Posted by Jayme Blaschke
University News Service
April 7, 2010
How many uses are there for a traditional Mexican popsicle treat on a hot summer day? Turns out there are quite a few, and for that the book What Can You Do with a Paleta?, written by Carmen Tafolla and illustrated by Magaly Morales, has been named the Tomás Rivera Mexican American Children’s Book Award recipient for works published in 2008-09.
Tafolla is a repeat honoree, having previously won for her book The Holy Tortilla and a Pot of Beans. The award, established at Texas State University-San Marcos in 1995, is designed to encourage authors, illustrators and publishers to produce books that authentically reflect the lives of Mexican American children and young adults in the United States.
The award will be presented this fall on the Texas State campus with additional events scheduled in cooperation with the Texas Book Festival to be announced.
The Tomás Rivera considers works in two categories: “Works for Older Children/Young Adult” and “Works for Younger Children,” with each category under consideration in alternate years. This year’s winner was nominated as “Works for Younger Children.” More than 40 books published in 2008 and 2009 in this category were considered for this year’s Tomás Rivera Award.
What Can You Do with a Paleta? takes readers on a joyous stroll through the barrio while considering all the different things that may be done with a paleta--an icy, fresh-fruit treat. Tafolla's inventive and poetic writing, coupled with Morales' vibrant illustrations, work to portray the beauty of the barrio and the importance of community.
Living and writing in her hometown of San Antonio, Tafolla has cultivated a reputation as a folklorist of the Chicano-Mexicano community. Her work has been recognized at the Texas Book Festival, UCI National Literary competition and Wellington International Poetry Festival. Her children’s books include That’s Not Fair!: Emma Tenayuca’s Struggle for Justice/ No es Justo!: La Lucha de Emma Tenayuca por la Justicia, What Can You Do with a Rebozo? and Baby Coyote and the Old Woman.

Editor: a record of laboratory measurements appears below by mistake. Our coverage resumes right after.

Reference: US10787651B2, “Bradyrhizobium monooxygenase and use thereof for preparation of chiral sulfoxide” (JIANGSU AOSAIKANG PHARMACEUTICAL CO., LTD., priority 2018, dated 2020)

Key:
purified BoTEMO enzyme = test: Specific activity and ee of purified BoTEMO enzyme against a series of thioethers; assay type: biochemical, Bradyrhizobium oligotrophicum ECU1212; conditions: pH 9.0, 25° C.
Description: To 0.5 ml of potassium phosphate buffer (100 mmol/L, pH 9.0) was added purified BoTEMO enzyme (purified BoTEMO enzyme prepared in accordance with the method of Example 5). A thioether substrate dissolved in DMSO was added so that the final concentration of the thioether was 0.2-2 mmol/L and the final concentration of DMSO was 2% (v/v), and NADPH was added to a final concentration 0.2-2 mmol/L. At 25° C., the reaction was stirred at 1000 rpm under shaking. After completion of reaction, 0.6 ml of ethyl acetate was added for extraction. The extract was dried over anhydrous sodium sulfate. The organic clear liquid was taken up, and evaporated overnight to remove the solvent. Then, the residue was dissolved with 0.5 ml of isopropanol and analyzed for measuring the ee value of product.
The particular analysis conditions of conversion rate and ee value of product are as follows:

Morales is a native of Xalapa, Veracruz, Mexico, where she showed interest in painting and design from an early age. Her other illustrative works include A Latino Twelve Days of Christmas by Pat Mora and Chavela and the Magic Bubble by Monica Brown. Morales lives in Mexico with her husband and children where she works as a freelance designer and physical education teacher.
The 2010 Rivera Award Committee also named one honor book: Just in Case: A Trickster Tale and Spanish Alphabet Book, written and illustrated by Yuyi Morales and published by Roaring Brook Press.
After determining the winner of the award, the National Committee may choose to name honor books. Honor books are books that are deemed by the committee to be distinguished and truly representative of the spirit of the award. There is no set number of books to be named in this category. In the event that more than one book is named, they are announced in alphabetical order, by author, to accord equal honor to all of the books.
About the Tomás Rivera Mexican American Children's Book Award
Texas State developed the Tomás Rivera Award to congratulate and acknowledge authors and illustrators dedicated to depicting the values and culture of Mexican Americans. Rivera, who died in 1984, graduated from Texas State with both his bachelor's and master's degrees before receiving a Ph.D. from the University of Oklahoma. A Distinguished Alumnus of Texas State, Rivera published his landmark novel in 1971 titled ...y no se lo tragó la tierra/ ...And the Earth Did Not Part. In 1979, Rivera was appointed chancellor of the University of California-Riverside, the first Hispanic chancellor named to the University of California System.
For more information on the Rivera Award, please visit the Rivera Award website at http://www.education.txstate.edu/subpages/tomasrivera/.